Applying the principles of López-González to the case before us, we are cognizant of the possibility that the judgment dismissing Rodríguez's 2004 Action, though labeled “without prejudice,” may have been intended as a sanction for Rodríguez unjustifiably delaying service of process upon Suzuki. In that case it would seem hardly equitable to reward Rodríguez for his lack of due diligence by granting him another year within which to file his claim. Nevertheless, the instant action, unlike the § 1983 claim in López-González is purely a question of Puerto Rico tort law. Moreover, the district court was not explicit as to whether dismissal was intended as a sanction or as to whether Rodríguez, in fact, acted in bad faith. Under these circumstances, we feel that we are bound to adhere to the usual rule and apply Puerto Rico's restart rule to the involuntary dismissal without prejudice of Rodríguez's 2004 Action. Thus, provided that the tolling effect extends to Rodríguez's suit against Suzuki, the 2006 Action, filed within one year of the dismissal of the 2004 Action, will be considered timely.
D. Identicality and Solidarity
Suzuki argues that whatever tolling effect the filing of the 2002 Action may have had, it does not save the instant action against Suzuki, because this action is not “identical” to the 2002 Action. Suzuki is correct that § 5303 does not toll the statute of limitations “ ‘for all claims arising out of the same facts.’ ” Rodríguez-García, 354 F.3d at 97 (quoting Fernández v. Chardón, 681 F.2d 42, 49 (1st Cir.1982)). Rather, instituting an action before the courts pursuant to § 5303 only tolls the statute of limitations with respect to “identical” subsequent actions. See id. (citing Cintrón v. Estado Libre Asociado de P.R., 127 D.P.R. 582, 1990 WL 658719 (1990)); see also Del Valle v. Vornado Realty Trust, 515 F.Supp.2d 222, 226 (D.P.R.2007) (explaining that “in order for a prior judicial action to toll the statute of limitations as to a later filed complaint, it is necessary that the second complaint assert a cause of action identical to the one asserted in the first action”). This rule is known as the “identicality requirement.” Rodríguez-García, 354 F.3d at 97. We have held that, in order to be “identical” under § 5303, the claims asserted in the subsequent action (1) “must seek the same form of relief” as the first action; (2) “must be based on the same substantive claims”; and (3) “provided that other Puerto Rico tolling statutes do not rescue the claims on other grounds ․ must be asserted against the same defendants in the same capacities; new defendants should not be added.” Id. at 98. This “identicality requirement” serves to “prevent[ ] plaintiffs from circumventing the notice function of the statute of limitations by asserting different claims in belated federal court complaints.” Id. at 97.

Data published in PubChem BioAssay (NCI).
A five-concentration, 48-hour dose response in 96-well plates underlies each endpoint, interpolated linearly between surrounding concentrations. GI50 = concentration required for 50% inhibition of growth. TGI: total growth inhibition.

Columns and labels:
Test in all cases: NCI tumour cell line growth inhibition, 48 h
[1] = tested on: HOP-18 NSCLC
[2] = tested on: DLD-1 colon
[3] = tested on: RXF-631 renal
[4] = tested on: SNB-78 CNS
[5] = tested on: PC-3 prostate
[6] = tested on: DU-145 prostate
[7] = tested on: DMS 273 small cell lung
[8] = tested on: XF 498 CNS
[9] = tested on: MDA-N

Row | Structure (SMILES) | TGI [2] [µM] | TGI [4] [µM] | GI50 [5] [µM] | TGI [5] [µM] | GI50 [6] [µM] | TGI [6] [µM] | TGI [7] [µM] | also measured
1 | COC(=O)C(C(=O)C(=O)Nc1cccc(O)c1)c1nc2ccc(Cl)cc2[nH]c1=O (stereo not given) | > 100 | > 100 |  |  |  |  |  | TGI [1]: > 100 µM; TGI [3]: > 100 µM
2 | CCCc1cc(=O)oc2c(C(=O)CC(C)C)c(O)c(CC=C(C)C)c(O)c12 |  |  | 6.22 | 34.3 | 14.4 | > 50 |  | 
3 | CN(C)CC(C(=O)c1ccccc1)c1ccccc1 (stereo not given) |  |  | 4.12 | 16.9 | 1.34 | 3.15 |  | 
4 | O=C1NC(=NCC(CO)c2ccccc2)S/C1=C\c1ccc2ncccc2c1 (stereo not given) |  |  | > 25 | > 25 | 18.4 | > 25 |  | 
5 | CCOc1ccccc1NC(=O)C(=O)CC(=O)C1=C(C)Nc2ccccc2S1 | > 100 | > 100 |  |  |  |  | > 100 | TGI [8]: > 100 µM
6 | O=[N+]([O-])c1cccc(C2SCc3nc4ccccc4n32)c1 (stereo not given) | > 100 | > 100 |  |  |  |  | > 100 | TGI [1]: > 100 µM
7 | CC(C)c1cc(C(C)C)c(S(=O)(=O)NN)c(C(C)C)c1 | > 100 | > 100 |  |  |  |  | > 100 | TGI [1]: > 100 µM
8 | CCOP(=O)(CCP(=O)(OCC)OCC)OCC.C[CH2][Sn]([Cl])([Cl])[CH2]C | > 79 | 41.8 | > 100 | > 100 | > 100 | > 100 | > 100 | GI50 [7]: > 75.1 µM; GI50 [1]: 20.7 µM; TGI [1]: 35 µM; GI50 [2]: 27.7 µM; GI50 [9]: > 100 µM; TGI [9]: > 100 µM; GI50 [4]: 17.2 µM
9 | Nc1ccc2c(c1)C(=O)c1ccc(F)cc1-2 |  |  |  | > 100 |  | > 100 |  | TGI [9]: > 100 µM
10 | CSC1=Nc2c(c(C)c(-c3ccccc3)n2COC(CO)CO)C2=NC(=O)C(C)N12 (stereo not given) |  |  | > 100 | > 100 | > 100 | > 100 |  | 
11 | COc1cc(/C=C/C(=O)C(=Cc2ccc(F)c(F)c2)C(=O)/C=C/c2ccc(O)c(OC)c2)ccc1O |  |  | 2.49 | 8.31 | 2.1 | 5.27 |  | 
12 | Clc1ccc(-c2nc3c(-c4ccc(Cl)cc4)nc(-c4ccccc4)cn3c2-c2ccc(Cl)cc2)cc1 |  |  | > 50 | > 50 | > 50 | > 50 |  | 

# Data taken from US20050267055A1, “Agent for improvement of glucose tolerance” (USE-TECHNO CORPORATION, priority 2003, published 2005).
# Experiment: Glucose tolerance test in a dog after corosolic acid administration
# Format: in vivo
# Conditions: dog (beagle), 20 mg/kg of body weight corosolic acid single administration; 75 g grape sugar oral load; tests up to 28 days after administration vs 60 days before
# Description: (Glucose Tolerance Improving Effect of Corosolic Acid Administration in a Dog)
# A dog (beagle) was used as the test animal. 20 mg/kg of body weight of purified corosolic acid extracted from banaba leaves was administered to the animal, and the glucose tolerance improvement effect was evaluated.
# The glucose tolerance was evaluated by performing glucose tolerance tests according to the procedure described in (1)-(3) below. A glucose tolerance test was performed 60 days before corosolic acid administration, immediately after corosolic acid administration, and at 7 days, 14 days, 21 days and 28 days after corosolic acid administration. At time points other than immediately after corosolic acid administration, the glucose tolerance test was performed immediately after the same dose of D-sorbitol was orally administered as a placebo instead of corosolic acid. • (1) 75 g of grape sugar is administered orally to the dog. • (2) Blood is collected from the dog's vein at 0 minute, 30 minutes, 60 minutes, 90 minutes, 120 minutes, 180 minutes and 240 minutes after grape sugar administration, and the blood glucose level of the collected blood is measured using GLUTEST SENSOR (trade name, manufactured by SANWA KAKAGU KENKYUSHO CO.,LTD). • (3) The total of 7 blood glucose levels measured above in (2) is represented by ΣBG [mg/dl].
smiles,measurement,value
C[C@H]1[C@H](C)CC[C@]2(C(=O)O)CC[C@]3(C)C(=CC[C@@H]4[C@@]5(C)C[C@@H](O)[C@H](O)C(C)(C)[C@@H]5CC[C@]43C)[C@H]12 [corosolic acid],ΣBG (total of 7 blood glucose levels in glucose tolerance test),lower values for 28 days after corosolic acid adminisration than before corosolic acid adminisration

Suzuki relies on the identicality requirement to argue, as the district court held, that the 2002 Action did not toll or reset the statute of limitations as it pertains to the claims against Suzuki because there was no “identicality” of parties between the 2002 Action and the subsequent suits. Specifically, Suzuki argues that because Rodríguez never sued Suzuki in the 2002 Action and never sued Rainbow or Panorama in the 2004 Action, the 2004 Action was not “identical” to the 2002 Action, and therefore the 2002 Action did not toll the statute of limitations with respect to Suzuki. Because the 2004 Action was untimely, Suzuki reasons, it could not serve to toll the statute of limitations with respect to the instant action against Suzuki, which was not filed until 2006, and therefore, this action was properly dismissed. We disagree. As noted above, “identicality” has been read to include, inter alia, a requirement that for a prior suit to have a tolling effect upon a subsequent suit, it must be asserted against the same defendants, but only “provided that other Puerto Rico tolling statutes do not rescue the claims on other grounds.” Rodríguez-García, 354 F.3d at 98 (emphasis added). In this case, we find that another provision of Puerto Rico law known as the “solidarity doctrine” rescues this claim.